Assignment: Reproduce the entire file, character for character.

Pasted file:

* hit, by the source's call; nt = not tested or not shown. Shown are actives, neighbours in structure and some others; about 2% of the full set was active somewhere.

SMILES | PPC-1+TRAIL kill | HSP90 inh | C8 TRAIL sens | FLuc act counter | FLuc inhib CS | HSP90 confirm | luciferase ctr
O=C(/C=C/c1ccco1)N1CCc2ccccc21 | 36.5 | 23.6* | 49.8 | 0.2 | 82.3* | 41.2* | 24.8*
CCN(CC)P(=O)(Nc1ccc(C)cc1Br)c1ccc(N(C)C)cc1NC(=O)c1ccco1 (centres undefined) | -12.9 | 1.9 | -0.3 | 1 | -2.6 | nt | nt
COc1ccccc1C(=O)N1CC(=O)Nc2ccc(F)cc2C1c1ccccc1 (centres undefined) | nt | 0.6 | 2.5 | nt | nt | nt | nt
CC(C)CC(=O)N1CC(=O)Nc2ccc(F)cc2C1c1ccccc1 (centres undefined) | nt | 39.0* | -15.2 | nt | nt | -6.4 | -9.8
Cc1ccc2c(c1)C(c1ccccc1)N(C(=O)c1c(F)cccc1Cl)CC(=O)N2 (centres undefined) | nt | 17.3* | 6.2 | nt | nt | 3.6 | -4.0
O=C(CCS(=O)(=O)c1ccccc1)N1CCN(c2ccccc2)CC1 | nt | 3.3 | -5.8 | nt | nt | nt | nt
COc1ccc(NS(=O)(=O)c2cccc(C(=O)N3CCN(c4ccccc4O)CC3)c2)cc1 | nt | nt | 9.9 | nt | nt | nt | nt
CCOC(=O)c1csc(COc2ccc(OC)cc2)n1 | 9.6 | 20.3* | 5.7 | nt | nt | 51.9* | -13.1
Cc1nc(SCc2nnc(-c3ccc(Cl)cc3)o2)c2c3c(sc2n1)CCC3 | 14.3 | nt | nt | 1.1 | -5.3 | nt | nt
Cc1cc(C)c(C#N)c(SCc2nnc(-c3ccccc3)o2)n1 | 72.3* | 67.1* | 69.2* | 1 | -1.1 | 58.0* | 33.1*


* hit, by the source's call; nt = not tested or not shown. Shown are actives, neighbours in structure and some others; about 2% of the full set was active somewhere.

SMILES | PPC-1+TRAIL kill | HSP90 inh | C8 TRAIL sens | FLuc act counter | FLuc inhib CS | HSP90 confirm | luciferase ctr
O=C(/C=C/c1ccco1)N1CCc2ccccc21 | 36.5 | 23.6* | 49.8 | 0.2 | 82.3* | 41.2* | 24.8*
CCN(CC)P(=O)(Nc1ccc(C)cc1Br)c1ccc(N(C)C)cc1NC(=O)c1ccco1 (centres undefined) | -12.9 | 1.9 | -0.3 | 1 | -2.6 | nt | nt
COc1ccccc1C(=O)N1CC(=O)Nc2ccc(F)cc2C1c1ccccc1 (centres undefined) | nt | 0.6 | 2.5 | nt | nt | nt | nt
CC(C)CC(=O)N1CC(=O)Nc2ccc(F)cc2C1c1ccccc1 (centres undefined) | nt | 39.0* | -15.2 | nt | nt | -6.4 | -9.8
Cc1ccc2c(c1)C(c1ccccc1)N(C(=O)c1c(F)cccc1Cl)CC(=O)N2 (centres undefined) | nt | 17.3* | 6.2 | nt | nt | 3.6 | -4.0
O=C(CCS(=O)(=O)c1ccccc1)N1CCN(c2ccccc2)CC1 | nt | 3.3 | -5.8 | nt | nt | nt | nt
COc1ccc(NS(=O)(=O)c2cccc(C(=O)N3CCN(c4ccccc4O)CC3)c2)cc1 | nt | nt | 9.9 | nt | nt | nt | nt
CCOC(=O)c1csc(COc2ccc(OC)cc2)n1 | 9.6 | 20.3* | 5.7 | nt | nt | 51.9* | -13.1
Cc1nc(SCc2nnc(-c3ccc(Cl)cc3)o2)c2c3c(sc2n1)CCC3 | 14.3 | nt | nt | 1.1 | -5.3 | nt | nt
Cc1cc(C)c(C#N)c(SCc2nnc(-c3ccccc3)o2)n1 | 72.3* | 67.1* | 69.2* | 1 | -1.1 | 58.0* | 33.1*